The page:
Q: What is one thing that people probably don’t know about you?

    Hal: I’m an introvert at heart!

    Q: What is one piece of advice that was given to you and has stuck with you?

    Hal: Success is 85% attitude, 15% aptitude.

    Q: How do you define success?  

    Hal: Leaving the world a better place than how I found it.

    Q: If you weren’t a lawyer, what would you be?

    Hal: A therapist.

    Q: Tell us three things that are on your bucket list.

    Hal: Fly fishing in Alaska, African Safari, and Traveling Asia (Thailand, India and Vietnam).

    Fin!

    Big thanks to Hal for agreeing to be our first feature.
    Get to know your ABA HLS Leaders. Look out for next week's #FeatureFriday and see who we will feature next!

    LabCorp and Mount Sinai Enter Agreement to Enhance Laboratory Operations

    April 26, 2018 2:40 PM by billupsj

    LabCorp, a global life sciences company, and Mount Sinai Health announced a contract to enhance laboratory operations at Mount Sinai’s seven acute care hospitals.  LabCorp is now the primary reference laboratory for Mount Sinai and will help improve the quality of laboratory services through standardization and greater efficiency.  This agreement is in addition to several previous arrangements between LabCorp and Mount Sinai, including LabCorp’s acquisition of Mount Sinai’s clinical outreach laboratories in 2017. 

    HHS Releases Mental Health and Substance Use Disorder Parity Action Plan

    April 26, 2018 12:15 PM by billupsj

    The 21st Century Cures Act directed HHS to develop an Action Plan related to the ongoing implementation of the Mental Health Parity and Addiction Equity Act (MHPAEA). The Action Plan provides a brief background on parity; description of the public stakeholder listening session that was held on July 27, 2017; and outlines recent and planned actions to continue parity enforcement.

    Recent and planned actions of the Plan are organized into five categories: reporting and enforcement; disclosure requirements and increased transparency; consumer and compliance tools; state technical assistance, and research. Some highlights of planned actions include:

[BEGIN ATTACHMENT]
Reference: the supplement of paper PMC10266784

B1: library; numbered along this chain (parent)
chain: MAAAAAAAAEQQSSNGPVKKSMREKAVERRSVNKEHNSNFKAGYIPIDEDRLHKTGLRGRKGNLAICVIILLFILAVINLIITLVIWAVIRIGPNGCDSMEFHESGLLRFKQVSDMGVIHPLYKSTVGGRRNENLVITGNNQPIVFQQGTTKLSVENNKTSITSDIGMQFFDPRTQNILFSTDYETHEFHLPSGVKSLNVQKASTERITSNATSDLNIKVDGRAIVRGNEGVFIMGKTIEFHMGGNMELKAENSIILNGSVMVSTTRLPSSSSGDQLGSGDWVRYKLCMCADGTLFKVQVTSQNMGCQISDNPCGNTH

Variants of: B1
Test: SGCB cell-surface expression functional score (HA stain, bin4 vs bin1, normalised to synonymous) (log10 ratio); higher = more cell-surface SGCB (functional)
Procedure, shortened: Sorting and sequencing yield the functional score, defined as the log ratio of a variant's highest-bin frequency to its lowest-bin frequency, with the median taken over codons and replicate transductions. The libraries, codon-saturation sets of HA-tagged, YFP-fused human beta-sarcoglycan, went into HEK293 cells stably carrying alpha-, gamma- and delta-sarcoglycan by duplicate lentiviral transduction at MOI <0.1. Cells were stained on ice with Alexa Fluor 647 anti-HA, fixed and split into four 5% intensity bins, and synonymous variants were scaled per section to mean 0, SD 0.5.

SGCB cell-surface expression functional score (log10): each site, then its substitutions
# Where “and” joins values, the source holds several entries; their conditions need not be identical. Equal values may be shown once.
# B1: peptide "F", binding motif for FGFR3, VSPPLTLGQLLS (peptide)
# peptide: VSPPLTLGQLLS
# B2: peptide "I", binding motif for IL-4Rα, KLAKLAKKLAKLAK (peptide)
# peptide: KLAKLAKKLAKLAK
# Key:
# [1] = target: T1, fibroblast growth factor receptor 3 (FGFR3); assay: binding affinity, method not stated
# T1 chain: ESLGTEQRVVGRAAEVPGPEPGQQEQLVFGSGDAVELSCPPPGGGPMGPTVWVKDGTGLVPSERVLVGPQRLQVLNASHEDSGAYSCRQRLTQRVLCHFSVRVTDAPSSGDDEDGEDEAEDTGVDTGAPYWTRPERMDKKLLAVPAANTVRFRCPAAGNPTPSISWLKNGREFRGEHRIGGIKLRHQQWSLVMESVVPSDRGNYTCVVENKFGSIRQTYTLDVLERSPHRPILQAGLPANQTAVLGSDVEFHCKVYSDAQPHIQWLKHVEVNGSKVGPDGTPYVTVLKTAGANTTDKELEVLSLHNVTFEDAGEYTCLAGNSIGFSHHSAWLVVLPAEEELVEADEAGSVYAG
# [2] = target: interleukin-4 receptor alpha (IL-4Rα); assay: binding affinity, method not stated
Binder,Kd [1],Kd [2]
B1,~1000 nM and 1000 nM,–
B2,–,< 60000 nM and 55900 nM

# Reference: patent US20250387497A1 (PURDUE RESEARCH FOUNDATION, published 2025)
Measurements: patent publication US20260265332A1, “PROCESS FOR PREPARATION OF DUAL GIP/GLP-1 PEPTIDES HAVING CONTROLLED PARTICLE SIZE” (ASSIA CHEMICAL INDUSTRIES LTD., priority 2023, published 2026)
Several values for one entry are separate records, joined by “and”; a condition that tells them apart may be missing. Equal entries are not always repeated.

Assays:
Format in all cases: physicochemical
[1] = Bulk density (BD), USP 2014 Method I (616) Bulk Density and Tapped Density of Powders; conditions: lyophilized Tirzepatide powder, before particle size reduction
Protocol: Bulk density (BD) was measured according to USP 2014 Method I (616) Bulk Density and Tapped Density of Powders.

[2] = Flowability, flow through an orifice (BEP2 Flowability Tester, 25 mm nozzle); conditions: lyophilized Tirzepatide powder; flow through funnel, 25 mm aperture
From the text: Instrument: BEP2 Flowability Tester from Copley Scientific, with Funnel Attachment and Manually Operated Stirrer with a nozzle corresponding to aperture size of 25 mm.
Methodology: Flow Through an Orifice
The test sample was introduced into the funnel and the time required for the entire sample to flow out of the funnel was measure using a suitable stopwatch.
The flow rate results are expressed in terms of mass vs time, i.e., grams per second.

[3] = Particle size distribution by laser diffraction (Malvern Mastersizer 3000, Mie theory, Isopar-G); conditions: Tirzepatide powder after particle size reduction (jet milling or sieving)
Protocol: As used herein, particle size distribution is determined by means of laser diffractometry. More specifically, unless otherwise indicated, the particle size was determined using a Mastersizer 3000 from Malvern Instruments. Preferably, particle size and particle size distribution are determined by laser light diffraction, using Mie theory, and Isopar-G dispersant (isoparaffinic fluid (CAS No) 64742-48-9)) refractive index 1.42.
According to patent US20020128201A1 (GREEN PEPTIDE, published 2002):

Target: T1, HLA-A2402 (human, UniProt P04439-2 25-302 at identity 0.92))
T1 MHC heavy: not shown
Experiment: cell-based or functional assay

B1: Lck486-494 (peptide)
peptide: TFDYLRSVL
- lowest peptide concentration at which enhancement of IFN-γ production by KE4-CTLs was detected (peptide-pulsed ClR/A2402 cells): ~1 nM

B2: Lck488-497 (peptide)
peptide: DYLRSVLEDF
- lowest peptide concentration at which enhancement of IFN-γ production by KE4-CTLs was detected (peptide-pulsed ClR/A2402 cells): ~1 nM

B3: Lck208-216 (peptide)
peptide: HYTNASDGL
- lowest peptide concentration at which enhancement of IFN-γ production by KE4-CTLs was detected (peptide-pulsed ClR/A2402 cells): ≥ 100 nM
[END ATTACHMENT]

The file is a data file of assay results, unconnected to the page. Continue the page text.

• the Substance Abuse and Mental Health Services Administration is in the process of developing a toolkit targeted at state insurance regulators and behavioral health authority staff, human resources professionals and insurance executives to educate these groups on what parity is and how to comply with federal parity laws and regulations;

    • HHS plans to continue to update the Parity Portal for consumer in evaluating whether they have experience a parity violation;

    • Department of Labor will continue to release data and summaries of parity enforcement activities.

     

    HHS Takes New Steps to Implement Value-Based Agenda

    April 26, 2018 12:12 PM by billupsj

    On April 24, HHS announced new steps in implementing HHS Secretary Alex Azar's value driven healthcare agenda as part of the CMS Fiscal Year 2019 Inpatient Prospective Payment System (IPPS) proposed rule released on the same date.

    On April 23, CMS disclosed public suggestions to reshape the CMS Medicare Innovation Center, which the Affordable Care Act funded with $10 billion.  “The [public] responses focused on a number of areas that are critical to enhancing quality of care for beneficiaries and decreasing unnecessary cost, such as increased physician accountability for patient outcomes, improved patient choice and transparency, realigned incentives for the benefit of the patient, and a focus on chronically ill patients. In addition to the themes that emerged around the [Request for Information] RFI’s guiding principles and eight model focus areas, the comments received in response to the RFI also reflected broad support for reducing burdensome requirements and unnecessary regulations.”

    Additionally, CMS addressed the proposed policy changes in a fact sheet and the fiscal impact is addressed as follows: